TAKE ACTION! EMAIL 2 LETTERS
Please email Michael Mason, the editor of the health section at the NY Times, to demand that they start giving coverage to this story: firstname.lastname@example.org. Here’s a letter that you can copy and paste:
Dear Mr. Mason,
I am writing to request that the N.Y. Times gives more coverage to Lyme disease. With the recent CDC announcement that there are likely 300,000 new Lyme cases annually, it is clear that we are all at risk for this infectious disease and readers need to be better informed. While it’s encouraging that researcher Monica Embers was asked to provide an editorial in the recent NY Times series about Lyme disease, why has there yet to be a single article discussing her groundbreaking 2012 research showing that the Lyme infection persisted in rhesus monkeys? Why has the NY Times never discussed the conflicts of interest by the researchers who create the Lyme disease guidelines who have significant commercial interests in Lyme disease tests and vaccines: http://ire.org/blog/transparency-watch/2013/05/20/foia-request-cdc-took-five-years-fulfill/? And why has there been no investigation of the financial interests at play with HMOs and their lack of healthcare coverage of chronic Lyme disease: http://abcnews.go.com/Nightline/story?id=128770&page=1?
Please start giving proper coverage to this serious epidemic.
Please email Lyle Petersen, Director of the CDC Division of Vector-Borne Diseases, to demand that they change their Lyme disease guidelines: LRPetersen@cdc.gov. Here’s a letter that you can copy and paste:
Dear Mr. Petersen,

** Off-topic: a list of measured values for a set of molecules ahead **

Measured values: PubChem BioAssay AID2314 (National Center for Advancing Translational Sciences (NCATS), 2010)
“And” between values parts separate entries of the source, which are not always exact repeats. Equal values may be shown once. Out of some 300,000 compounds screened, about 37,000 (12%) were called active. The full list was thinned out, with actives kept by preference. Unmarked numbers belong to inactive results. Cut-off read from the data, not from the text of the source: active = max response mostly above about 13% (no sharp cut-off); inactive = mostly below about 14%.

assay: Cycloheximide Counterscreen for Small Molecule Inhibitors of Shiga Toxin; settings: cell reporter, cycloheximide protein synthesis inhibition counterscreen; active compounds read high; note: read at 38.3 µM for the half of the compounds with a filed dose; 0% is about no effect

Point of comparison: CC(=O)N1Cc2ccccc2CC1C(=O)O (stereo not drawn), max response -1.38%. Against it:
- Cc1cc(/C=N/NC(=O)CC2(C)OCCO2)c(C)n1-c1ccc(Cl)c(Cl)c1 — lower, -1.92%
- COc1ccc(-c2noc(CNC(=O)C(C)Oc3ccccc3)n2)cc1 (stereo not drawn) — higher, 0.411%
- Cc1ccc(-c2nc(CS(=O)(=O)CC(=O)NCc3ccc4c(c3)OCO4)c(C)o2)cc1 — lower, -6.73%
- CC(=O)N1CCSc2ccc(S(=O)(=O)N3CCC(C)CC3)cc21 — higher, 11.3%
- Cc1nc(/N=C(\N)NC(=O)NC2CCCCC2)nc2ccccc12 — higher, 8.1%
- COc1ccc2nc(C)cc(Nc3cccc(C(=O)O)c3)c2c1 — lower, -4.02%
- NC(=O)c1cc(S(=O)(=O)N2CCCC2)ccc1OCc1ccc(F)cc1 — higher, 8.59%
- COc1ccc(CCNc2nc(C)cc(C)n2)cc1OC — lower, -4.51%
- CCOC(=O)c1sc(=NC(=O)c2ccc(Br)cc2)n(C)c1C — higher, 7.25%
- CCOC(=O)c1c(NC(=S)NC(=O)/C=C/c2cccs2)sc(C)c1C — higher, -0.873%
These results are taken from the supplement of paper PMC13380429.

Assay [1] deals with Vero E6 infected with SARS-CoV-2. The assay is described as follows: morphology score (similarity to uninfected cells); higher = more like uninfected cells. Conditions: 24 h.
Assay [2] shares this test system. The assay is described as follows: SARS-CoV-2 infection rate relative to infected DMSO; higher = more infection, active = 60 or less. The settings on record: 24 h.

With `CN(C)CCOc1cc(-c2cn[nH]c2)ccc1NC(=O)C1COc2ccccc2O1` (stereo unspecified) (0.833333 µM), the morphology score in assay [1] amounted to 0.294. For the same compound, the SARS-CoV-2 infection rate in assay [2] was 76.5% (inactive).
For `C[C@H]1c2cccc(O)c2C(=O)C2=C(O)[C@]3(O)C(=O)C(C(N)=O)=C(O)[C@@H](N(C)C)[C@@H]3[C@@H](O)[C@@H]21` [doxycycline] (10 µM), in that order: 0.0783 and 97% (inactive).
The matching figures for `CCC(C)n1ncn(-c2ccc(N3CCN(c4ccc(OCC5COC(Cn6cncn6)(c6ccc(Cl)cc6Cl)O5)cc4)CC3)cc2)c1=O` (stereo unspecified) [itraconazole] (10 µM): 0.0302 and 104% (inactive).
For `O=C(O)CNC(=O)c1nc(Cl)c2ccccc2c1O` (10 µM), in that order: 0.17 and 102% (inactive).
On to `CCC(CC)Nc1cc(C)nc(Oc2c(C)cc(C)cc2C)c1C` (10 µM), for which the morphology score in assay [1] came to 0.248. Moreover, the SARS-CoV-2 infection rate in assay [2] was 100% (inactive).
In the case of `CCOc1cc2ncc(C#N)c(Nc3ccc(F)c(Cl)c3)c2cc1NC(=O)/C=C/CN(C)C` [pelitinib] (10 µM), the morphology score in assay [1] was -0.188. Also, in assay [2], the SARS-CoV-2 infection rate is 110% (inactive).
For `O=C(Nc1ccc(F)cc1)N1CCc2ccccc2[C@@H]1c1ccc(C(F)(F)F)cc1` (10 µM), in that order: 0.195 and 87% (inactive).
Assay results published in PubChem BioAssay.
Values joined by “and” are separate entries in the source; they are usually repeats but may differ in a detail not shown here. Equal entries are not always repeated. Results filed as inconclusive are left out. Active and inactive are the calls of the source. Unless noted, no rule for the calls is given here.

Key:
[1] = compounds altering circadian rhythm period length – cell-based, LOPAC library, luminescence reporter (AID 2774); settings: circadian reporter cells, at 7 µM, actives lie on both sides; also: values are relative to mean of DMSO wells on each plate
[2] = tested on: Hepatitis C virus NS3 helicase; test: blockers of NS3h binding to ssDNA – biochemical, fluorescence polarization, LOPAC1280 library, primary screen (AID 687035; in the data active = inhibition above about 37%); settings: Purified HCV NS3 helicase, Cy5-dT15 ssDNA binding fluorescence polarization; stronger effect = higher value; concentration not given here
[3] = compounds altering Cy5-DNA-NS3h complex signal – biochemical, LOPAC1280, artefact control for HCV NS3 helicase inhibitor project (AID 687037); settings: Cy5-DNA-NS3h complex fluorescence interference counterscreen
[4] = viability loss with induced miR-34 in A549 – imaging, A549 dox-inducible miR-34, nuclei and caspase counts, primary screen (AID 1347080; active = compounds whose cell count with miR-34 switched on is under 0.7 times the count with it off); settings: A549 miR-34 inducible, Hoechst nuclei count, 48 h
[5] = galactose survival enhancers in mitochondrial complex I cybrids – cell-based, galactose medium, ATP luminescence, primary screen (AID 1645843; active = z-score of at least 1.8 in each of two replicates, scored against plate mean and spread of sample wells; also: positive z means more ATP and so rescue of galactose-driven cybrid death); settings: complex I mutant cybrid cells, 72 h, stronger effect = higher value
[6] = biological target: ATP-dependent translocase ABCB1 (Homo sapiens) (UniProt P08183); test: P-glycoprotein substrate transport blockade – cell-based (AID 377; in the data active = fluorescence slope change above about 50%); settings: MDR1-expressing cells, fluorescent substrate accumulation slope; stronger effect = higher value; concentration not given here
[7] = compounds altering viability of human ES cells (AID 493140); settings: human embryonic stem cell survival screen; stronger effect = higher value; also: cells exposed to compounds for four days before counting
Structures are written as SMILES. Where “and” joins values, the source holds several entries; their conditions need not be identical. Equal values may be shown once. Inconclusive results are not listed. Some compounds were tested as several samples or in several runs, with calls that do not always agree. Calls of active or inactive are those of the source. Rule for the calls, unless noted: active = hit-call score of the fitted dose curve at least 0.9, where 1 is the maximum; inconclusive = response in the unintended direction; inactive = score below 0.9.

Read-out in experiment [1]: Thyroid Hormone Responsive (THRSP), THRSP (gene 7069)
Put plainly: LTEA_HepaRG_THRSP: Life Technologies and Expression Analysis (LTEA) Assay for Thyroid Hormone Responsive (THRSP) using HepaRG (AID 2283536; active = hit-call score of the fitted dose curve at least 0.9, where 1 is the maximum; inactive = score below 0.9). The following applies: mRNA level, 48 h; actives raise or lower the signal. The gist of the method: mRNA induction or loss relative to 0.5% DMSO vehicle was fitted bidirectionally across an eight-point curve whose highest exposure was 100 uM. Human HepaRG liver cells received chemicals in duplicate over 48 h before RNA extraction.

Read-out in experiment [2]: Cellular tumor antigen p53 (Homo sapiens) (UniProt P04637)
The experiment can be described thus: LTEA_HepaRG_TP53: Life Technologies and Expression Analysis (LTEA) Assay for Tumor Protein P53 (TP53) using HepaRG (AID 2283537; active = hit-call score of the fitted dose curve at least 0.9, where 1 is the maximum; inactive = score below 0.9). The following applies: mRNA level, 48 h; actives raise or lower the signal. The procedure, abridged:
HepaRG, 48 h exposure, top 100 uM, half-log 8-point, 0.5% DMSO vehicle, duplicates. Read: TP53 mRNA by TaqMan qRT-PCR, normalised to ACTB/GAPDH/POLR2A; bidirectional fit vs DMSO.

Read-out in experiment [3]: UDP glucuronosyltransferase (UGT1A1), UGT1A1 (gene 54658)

With the recent CDC announcement that there are likely 300,000 new Lyme cases annually, it is clear that more needs to be done to address this serious public health crisis. Recent disclosures about conflicts of interest by CDC employees and other researchers due to significant financial interests in Lyme disease tests and vaccines raise serious questions about whether the CDC is upholding its duty to protect the public.
The CDC has previously failed to acknowledge that a chronic infection persists, while many patients, doctors, and researchers believe that it does. Seventy-seven peer-reviewed studies from 1977 to 2012 show that the Lyme infection can persist despite the recommended antibiotic treatment: www.lymeinfo.net/medical/LDPersist.pdf
The CDC is charged with protecting the public interest and I am writing to demand that changes in Lyme disease policy be made. I want the CDC to eliminate potential conflicts of interest and to focus research efforts on establishing whether tick-borne infections persist past the recommended treatment so that patients can receive proper treatment and we can safely establish blood donor guidelines